.
      .
      .
    }
  ]
}

In fact, there is no way to get this info from default connection. The reason is the same as in the case of previous and next page info: total records count is not really needed for infinite scroll pagination and would only introduce performance overhead. The good news is that it can be quite easily implemented though :)

First, we need to define manually our custom connection:

# app/graphql/types/posts_connection.rb

class PostsEdgeType < GraphQL::Types::Relay::BaseEdge
  node_type(Types::PostType)
end

class Types::PostsConnection < GraphQL::Types::Relay::BaseConnection
  field :total_count, Integer, null: false
  def total_count
    object.nodes.size
  end
  edge_type(PostsEdgeType)
end

So, to define our custom connection we define a class which inherits from a base graphql connection class: GraphQL::Types::Relay::BaseConnection. We also have to define by hand an edge class PostsEdgeType and then specify that we are going to use it in our connection: edge_type(PostsEdgeType). Finally way we can add additional fields, like total_count in our example, just the way you would do this in other type classes, like Types::PostType.

Next, we need to specify that we are going to use Types::PostsConnection as posts_connection type class:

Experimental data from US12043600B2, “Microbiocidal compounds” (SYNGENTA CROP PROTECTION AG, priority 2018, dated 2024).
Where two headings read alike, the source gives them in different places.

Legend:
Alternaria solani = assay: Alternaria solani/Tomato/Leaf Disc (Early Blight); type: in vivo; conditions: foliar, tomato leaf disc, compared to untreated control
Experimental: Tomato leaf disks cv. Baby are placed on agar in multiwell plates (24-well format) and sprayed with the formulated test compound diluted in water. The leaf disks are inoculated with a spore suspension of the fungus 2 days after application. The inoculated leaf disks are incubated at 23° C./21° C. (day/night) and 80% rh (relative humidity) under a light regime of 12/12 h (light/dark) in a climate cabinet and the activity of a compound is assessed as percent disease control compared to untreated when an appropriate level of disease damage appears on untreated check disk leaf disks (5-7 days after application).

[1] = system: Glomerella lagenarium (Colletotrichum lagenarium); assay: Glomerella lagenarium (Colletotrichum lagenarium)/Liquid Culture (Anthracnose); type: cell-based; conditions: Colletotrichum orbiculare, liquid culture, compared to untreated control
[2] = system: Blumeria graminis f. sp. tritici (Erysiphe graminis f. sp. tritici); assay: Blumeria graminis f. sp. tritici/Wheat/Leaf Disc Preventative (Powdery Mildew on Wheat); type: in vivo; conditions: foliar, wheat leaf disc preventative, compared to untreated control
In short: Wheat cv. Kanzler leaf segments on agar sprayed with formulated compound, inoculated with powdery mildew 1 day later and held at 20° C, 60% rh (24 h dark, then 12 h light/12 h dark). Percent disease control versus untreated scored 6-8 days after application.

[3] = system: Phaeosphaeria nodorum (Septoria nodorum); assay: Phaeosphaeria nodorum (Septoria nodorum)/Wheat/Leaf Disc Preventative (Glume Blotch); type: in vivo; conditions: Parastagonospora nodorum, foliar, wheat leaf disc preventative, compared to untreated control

module Types
  class QueryType < Types::BaseObject
    ...
    field :posts_connection, Types::PostsConnection, null: false
    ...
  end
end

Now, our query with total count works as expected:

query {
  postsConnection() {
    totalCount
    pageInfo {
      hasPreviousPage
    }
    edges {
      node {
        id
      }
    }
  }
}
{
  "data": {
    "postsConnection": {
      "totalCount": 100,
      "pageInfo": {
        "hasPreviousPage": false
      },
      "edges": [
        {
          "node": {
            "id": "1"
          }
        },
        .
        .
        .

The drawback of this approach, is of course, that with totalCount we are introducing N+1 to our connection. Also, watch out for class name used for our custom connection. It has to end with Connection (as in our case Types::PostsConnection) to be treated by graphql-ruby as connection. If you need a different naming convention you can state explicitly that a connection type will be used in field definition:

  field :posts_connection, Types::PostsConnectionClassName, null: false, connection: true

Conclusion

GraphQL, along with its implementations (like graphql-ruby in our case) is still a very young technology and under rapid development. Thus, there is lack of conventions that would be widely accepted by community, as we are used to in the Rails world. This also applies to graphQL pagination and we should expect changes to its specification and implementation in the future. But until then, this post should prove to be useful on your graphQL path ;)

Full application code can be found here